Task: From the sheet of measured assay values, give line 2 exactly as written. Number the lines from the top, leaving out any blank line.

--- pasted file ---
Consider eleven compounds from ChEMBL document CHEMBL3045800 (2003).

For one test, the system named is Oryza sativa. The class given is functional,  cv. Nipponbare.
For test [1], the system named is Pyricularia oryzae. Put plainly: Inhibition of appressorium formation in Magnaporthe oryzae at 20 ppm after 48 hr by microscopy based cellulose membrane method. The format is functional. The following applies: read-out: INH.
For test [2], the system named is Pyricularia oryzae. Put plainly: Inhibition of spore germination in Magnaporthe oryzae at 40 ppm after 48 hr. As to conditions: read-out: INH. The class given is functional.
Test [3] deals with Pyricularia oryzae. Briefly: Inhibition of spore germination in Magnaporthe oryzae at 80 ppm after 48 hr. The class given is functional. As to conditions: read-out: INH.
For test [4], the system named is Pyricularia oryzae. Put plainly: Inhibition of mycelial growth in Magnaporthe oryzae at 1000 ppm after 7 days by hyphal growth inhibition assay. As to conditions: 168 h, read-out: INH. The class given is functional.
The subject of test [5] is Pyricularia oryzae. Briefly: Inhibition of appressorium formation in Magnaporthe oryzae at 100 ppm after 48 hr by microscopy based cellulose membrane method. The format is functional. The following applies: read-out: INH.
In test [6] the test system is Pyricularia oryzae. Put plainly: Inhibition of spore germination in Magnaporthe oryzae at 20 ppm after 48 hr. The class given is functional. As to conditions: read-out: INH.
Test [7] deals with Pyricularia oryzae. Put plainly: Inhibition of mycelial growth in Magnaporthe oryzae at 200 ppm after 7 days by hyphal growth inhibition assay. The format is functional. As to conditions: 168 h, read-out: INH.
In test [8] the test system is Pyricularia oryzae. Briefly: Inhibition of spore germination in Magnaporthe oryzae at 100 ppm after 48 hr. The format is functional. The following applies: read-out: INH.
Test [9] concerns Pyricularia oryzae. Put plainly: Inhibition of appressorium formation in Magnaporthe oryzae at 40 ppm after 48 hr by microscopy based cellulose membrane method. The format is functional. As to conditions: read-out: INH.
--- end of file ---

For one test, the system named is Oryza sativa. The class given is functional,  cv. Nipponbare.